Dawn of the bionic age: Body hackers let chips get under their skin

Dawn of the bionic age: Body hackers let chips get under their skin

Tim Cannon, cofounder of a microchip implanting company, Grindhouse Wetware, shows off the spot on the fleshy part of his left hand where he has a subdermal chip. Photo taken July 27, 2017. Tim Johnson McClatchy

If you’re prone to forgetting your card key for the office or your computer password, here’s a solution: Get a microchip implanted in your hand.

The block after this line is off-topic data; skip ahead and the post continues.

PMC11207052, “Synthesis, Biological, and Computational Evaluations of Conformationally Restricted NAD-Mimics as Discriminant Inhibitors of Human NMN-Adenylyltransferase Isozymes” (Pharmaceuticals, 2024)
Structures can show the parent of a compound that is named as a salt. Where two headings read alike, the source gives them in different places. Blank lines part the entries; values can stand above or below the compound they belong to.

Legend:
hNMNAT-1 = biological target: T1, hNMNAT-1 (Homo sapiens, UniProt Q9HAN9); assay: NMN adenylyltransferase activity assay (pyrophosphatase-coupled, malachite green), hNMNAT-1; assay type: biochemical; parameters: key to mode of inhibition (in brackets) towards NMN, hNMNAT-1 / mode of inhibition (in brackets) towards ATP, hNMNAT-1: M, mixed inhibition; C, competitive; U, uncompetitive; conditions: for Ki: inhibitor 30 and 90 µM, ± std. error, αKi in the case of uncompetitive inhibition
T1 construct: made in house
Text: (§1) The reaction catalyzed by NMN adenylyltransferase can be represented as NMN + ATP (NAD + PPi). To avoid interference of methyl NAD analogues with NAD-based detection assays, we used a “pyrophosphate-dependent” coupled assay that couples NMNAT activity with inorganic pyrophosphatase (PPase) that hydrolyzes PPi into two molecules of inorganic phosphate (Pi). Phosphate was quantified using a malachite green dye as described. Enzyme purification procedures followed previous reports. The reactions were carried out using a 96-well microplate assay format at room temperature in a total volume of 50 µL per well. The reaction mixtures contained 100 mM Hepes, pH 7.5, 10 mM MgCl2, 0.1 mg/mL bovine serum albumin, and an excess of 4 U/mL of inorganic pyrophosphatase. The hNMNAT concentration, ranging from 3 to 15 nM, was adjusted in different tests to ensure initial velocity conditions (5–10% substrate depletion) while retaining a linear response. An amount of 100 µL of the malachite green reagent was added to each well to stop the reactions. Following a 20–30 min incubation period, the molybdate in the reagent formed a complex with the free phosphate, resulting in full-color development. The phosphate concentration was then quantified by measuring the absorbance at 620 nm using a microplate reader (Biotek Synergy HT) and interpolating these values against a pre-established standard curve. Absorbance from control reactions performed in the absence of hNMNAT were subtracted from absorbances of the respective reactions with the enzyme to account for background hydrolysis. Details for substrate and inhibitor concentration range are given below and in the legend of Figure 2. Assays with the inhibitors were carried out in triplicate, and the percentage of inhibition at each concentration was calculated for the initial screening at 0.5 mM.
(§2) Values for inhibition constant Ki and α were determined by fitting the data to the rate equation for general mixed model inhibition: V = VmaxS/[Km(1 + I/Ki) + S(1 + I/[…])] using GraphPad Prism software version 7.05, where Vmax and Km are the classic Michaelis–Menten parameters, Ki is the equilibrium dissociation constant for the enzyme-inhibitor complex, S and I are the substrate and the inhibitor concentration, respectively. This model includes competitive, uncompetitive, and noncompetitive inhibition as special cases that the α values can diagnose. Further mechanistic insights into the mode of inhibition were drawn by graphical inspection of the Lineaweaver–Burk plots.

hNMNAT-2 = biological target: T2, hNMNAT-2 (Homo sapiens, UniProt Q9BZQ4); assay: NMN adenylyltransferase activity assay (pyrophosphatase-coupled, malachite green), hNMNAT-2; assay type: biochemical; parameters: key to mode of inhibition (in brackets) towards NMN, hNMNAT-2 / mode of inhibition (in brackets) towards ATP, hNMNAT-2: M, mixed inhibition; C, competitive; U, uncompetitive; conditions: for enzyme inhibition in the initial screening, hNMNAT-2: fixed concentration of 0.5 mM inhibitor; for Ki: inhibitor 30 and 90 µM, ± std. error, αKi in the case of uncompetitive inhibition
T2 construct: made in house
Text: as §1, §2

That’s what Brian McEvoy has done multiple times. He’s got five implants, mostly for functional reasons but one just for fun.

“There’s a glow-in-the-dark implant on the back of my right hand,” said McEvoy, a 36-year-old electrical engineer from St. Paul, Minnesota.

For years, owners have implanted microchips in their pets to recover them if they go astray. Farmers use them in cattle. Now, humans are experimenting with subdermal microchips, which are the size of a large grain of rice, to make modern life easier.